Veteran Ghanaian musician and songwriter Gyedu Blay Ambolley has said he has left a ‘big time legacy’ in the music industry in Ghana.
“I have left a big time legacy because when I am driving around or walking on the streets, I see school children – 12-years-old and young, who sing my praises and start singing my song “onam dadzie” and these are kids who were not born when I released those songs, so, for them to grow and come and meet this, it’s a legacy”, he said on Entertainment Capital on Accra 100.5fm Saturday May 14.
“It’s a big time legacy because it’s not easy to get this kind of reaction and reception. There are lots of musicians that can walk the streets and nobody will recognise them to even care about them. So, for me to be recognised by kids, it means there is something I have left”, he told host DJ Premier.
Asked if he has groomed any young talent in the industry with his over 40 years’ experience, Ambolley said he has not because his style of music was difficult to do.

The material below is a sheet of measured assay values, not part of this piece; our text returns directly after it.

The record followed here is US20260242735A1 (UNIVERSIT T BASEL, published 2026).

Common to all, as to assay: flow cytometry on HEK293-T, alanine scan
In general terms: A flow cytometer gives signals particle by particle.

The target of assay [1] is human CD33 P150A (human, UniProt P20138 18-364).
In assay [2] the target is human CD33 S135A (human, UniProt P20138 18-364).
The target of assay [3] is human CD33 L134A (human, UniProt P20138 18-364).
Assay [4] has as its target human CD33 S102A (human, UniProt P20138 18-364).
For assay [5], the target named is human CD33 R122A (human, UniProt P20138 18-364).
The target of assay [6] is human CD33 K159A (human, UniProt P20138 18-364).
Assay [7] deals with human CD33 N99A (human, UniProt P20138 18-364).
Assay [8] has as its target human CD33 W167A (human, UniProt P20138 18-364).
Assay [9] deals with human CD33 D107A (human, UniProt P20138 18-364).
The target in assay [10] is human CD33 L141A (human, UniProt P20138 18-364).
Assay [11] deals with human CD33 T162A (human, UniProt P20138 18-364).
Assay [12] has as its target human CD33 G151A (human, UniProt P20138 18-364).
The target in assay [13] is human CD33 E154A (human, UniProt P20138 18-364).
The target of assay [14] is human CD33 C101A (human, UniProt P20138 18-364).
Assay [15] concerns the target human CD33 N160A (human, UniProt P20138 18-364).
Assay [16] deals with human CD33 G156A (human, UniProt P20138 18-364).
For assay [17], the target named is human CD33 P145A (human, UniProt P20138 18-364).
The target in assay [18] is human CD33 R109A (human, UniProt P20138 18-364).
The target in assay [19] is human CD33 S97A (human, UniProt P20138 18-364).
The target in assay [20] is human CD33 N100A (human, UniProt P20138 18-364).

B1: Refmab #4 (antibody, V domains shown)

“I have not groomed anybody yet because my style of singing is totally different from what others are doing. The songs that Amakye Dede, CK Man and Papa Yankson have done, other singers perform them easily, but my kind of song is difficult for them to sing”.
The “Simigwa Do” man’s interest in music started at the age of eight when he began playing with his father’s flute until he was able to teach himself how to play. He started formal music training under the tutelage of “Uncle Bonku” who taught him how to play the guitar. He also had music lessons from the late Sammy Lartey and Ebo Taylor.
He has toured West Africa, Europe, Canada, and the United States with his “Simigwa Do” music and jazz music.
Ambolley has received numerous awards, prestigious among them include a “Lifetime Achievement Award” by Jazz at Drew from Charles R. Drew University of Medicine and Science, Los Angeles, California in 2003. Additionally, he received a Congressional, Gubernatorial Certificate of Special Recognition from Congress woman Juanita Millinder McDonald.